- First Online:
- Cite this article as:
- Patel, S.S., Dunn, C.J. & Bryson, H.M. CNS Drugs (1996) 6: 474. doi:10.2165/00023210-199606060-00007
- 6 Downloads
Clonidine is an established α2 adrenoceptor agonist with antihypertensive properties which, when administered epidurally, has an analgesic action that is largely mediated by α2 adrenoceptors in the dorsal horn of the spinal cord. After epidural administration, the drug undergoes rapid systemic absorption and is able to pass through the placenta.
Datafrom clinical studies evaluating the efficacy of epidural clonidine indicate that it is a useful adjunct to opioid and/or local anaesthetic agents for postoperative analgesia after major abdominal or orthopaedic surgery or after caesarean section. Epidural clonidine has also proved to be an effective analgesic that enhances the duration of action of local anaesthetic agents during labour without neonatal adverse effects. Continuous infusions of epidural clonidine are effective in patients with cancer pain of neuropathic origin. Similarly, the utility of this agent appears to extend to patients with chronic non-cancer pain.
At doses producing the desired analgesic effects, sedation, bradycardia and hypotension are the most common adverse events associated with epidural clonidine. There has been a single report of rebound hypertension after abrupt cessation of epidural clonidine.
In conclusion, the available data suggest a role for epidural clonidine as an adjunctive agent for the control of pain (of postoperative, malignant or nonmalignant origin and during labour). In particular, it may be useful in patients unsatisfied with opioid or local anaesthetic agents or in those tolerant to opioids. However, the place of epidural clonidine as an alternative or adjunctive analgesic agent in any given patient group is likely to depend on the acceptability of the epidural route of administration and haemodynamic and sedative effects of the drug.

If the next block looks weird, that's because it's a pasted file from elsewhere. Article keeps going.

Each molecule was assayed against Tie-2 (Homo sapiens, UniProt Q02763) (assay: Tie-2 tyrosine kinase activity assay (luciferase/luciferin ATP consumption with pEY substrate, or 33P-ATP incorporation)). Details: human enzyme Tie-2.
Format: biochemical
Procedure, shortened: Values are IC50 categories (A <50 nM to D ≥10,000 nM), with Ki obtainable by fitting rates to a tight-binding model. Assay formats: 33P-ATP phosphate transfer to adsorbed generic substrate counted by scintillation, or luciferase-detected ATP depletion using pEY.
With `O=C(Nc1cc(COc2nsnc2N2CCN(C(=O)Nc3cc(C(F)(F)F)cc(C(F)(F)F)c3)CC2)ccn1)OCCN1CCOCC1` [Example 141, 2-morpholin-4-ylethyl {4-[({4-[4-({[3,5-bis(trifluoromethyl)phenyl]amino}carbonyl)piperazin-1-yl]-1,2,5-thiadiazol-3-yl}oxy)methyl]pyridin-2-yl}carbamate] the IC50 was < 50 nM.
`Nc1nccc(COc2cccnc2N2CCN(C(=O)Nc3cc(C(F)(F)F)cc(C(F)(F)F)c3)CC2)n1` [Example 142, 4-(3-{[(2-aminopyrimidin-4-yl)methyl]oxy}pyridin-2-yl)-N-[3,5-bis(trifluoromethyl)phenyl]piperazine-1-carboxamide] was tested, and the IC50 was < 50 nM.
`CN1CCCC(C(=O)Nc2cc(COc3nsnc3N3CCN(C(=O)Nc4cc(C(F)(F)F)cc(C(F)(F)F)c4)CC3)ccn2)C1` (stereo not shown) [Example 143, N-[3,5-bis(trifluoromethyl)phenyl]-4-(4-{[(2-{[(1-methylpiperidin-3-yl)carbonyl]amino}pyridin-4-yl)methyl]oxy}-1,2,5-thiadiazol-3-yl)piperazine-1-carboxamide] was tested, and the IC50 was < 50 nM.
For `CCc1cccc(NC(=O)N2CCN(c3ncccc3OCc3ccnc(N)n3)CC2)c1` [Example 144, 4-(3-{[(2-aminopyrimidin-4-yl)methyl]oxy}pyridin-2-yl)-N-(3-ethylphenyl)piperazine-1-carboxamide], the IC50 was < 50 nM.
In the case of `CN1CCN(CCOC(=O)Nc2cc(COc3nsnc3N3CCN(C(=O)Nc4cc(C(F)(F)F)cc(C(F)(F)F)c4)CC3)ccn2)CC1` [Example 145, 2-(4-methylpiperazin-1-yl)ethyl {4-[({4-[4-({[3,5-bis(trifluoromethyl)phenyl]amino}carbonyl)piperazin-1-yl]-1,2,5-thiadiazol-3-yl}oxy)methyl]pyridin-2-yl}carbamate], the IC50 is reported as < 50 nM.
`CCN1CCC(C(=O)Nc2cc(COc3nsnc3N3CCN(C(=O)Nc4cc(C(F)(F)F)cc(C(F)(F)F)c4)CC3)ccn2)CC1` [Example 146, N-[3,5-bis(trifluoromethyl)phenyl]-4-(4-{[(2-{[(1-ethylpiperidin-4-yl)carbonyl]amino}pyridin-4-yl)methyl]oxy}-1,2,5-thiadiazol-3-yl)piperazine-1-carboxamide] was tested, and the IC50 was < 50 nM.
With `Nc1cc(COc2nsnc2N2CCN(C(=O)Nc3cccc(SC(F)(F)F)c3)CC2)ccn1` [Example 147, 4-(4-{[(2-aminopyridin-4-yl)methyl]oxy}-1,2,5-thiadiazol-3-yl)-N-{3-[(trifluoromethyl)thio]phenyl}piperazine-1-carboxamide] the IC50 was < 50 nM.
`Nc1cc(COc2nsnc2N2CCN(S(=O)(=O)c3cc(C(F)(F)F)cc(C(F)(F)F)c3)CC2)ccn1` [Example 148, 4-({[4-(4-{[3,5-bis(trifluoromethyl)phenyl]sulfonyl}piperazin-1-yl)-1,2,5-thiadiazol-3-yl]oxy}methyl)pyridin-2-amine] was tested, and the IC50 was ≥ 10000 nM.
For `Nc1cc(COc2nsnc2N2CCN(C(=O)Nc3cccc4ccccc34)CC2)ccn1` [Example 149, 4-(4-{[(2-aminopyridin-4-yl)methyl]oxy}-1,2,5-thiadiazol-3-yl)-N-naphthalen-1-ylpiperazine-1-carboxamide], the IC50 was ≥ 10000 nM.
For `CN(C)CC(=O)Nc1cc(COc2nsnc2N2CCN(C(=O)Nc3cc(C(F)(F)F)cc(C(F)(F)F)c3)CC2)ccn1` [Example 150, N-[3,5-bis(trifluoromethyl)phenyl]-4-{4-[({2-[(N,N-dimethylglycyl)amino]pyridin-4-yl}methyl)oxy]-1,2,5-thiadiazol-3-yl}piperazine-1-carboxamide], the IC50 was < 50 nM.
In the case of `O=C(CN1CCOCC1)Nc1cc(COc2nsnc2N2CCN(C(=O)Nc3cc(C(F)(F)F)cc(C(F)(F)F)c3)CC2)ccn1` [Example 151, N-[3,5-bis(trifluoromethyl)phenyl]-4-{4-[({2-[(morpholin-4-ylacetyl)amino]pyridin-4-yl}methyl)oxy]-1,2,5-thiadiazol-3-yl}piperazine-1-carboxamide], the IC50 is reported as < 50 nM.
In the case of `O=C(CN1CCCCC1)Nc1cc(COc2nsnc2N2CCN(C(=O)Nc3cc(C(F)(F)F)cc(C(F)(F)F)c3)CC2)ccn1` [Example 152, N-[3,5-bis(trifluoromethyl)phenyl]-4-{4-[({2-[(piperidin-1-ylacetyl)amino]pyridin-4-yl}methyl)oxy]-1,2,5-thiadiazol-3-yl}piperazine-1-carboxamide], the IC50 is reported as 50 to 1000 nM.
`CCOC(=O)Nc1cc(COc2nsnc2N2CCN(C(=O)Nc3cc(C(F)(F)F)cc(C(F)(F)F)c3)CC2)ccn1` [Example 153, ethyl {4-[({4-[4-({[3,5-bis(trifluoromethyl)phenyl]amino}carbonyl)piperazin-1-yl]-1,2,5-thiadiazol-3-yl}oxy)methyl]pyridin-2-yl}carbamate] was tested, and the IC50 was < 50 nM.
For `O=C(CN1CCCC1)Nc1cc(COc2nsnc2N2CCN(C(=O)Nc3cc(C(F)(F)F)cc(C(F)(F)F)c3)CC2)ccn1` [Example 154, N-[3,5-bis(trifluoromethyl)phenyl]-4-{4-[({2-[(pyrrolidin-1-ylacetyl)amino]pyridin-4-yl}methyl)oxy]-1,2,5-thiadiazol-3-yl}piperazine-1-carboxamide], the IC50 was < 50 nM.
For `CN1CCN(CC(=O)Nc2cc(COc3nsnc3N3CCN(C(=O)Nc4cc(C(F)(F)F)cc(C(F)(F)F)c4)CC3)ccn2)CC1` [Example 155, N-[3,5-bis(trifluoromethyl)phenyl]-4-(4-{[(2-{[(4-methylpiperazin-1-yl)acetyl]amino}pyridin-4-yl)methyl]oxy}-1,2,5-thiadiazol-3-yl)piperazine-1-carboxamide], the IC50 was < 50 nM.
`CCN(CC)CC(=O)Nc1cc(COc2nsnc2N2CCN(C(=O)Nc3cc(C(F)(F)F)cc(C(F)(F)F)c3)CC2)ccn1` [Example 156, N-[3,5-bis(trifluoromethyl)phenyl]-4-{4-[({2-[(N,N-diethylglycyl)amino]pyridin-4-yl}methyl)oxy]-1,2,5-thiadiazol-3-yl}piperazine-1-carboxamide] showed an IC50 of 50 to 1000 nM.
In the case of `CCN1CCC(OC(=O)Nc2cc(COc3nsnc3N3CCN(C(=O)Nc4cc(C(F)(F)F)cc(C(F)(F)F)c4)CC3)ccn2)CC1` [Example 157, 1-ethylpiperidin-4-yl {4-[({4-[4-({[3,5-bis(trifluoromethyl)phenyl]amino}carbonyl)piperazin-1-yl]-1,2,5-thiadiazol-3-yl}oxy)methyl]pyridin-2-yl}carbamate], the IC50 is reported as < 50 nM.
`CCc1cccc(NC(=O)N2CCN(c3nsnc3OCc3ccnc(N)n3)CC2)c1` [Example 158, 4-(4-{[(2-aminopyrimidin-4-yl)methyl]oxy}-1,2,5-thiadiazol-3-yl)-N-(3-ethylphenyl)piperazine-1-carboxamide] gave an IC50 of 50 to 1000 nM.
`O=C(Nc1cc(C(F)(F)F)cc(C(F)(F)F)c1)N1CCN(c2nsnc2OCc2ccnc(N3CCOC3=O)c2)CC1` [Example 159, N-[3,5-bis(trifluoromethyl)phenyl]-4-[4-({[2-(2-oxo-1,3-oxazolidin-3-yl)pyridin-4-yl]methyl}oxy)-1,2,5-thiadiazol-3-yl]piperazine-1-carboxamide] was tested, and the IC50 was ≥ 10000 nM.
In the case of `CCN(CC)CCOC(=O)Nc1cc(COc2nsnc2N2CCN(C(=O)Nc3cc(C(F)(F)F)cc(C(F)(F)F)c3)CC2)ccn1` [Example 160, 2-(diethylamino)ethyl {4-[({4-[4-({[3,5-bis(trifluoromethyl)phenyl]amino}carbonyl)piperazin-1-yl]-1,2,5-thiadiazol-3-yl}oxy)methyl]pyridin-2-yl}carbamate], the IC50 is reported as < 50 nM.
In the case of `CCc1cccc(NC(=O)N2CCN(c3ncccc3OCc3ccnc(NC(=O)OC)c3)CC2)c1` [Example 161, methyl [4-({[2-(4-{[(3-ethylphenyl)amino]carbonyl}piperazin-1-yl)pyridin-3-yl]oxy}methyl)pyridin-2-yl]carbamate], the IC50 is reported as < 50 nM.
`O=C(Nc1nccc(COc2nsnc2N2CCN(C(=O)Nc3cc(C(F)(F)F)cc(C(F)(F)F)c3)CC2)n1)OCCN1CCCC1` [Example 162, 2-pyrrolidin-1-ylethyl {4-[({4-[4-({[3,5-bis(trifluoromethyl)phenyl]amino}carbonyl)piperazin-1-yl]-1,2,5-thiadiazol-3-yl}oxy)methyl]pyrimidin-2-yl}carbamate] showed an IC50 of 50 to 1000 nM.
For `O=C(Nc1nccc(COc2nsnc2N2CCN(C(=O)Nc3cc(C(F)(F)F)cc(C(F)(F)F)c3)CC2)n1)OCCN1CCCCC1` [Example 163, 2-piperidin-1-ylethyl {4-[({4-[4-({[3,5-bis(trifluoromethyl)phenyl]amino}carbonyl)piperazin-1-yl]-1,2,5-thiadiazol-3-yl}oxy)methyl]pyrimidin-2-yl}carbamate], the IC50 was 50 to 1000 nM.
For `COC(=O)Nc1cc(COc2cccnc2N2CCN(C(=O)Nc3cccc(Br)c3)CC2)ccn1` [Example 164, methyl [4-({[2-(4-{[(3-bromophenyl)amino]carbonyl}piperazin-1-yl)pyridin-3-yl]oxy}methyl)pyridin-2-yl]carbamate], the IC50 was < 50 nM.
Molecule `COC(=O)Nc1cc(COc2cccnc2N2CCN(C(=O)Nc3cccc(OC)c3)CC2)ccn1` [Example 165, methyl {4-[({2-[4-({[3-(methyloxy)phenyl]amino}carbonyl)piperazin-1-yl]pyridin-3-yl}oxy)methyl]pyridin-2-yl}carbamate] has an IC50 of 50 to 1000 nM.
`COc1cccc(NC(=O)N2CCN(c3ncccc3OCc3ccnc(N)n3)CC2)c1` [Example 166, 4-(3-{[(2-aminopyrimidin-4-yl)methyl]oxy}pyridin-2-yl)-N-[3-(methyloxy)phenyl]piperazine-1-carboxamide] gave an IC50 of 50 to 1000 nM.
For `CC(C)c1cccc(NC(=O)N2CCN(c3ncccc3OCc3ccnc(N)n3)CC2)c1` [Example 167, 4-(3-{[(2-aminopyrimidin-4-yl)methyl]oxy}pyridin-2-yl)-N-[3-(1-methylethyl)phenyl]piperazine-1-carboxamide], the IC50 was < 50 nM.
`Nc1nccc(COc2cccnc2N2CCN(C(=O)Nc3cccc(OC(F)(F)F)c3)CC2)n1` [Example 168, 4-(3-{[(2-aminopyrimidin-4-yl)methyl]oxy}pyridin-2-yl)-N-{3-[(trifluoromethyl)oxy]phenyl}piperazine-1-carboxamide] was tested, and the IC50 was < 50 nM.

The analgesic effects of spinally administered α2 adrenoceptor agonists are believed to be mediated by α2 adrenoceptors in the dorsal hom of the spinal cord. Amelioration of foot, but not hand, pain caused by immersion in iced water in healthy volunteers after epidural administration of clonidine indicated a spinal mechanism of action for the analgesic effect of the drug.
Decreases in mean arterial pressure and heart rate (HR) and ventilatory changes have been reported in healthy volunteers and surgical patients after epidural administration of clonidine. Such cardiovascular effects are generally evident within 15 to 30 minutes of epidural injection of clonidine and last for up to 3 hours. Changes in blood pressure (BP) appear to be dose-dependent.
Clonidine is moderately lipid soluble, with a large apparent steady-state volume of distribution (approximately 2 L/kg) after intravenous administration. The drug is 20 to 40% bound to plasma proteins and is excreted predominantly via renal mechanisms.
Clonidine appears to be absorbed rapidly into the systemic circulation after epidural administration, with peak plasma drug concentrations being reached 8 to 15 minutes after administration. Peak concentrations in CSF were attained more slowly (after approximately 30 to 45 minutes) but were up to 362 times greater than those in plasma.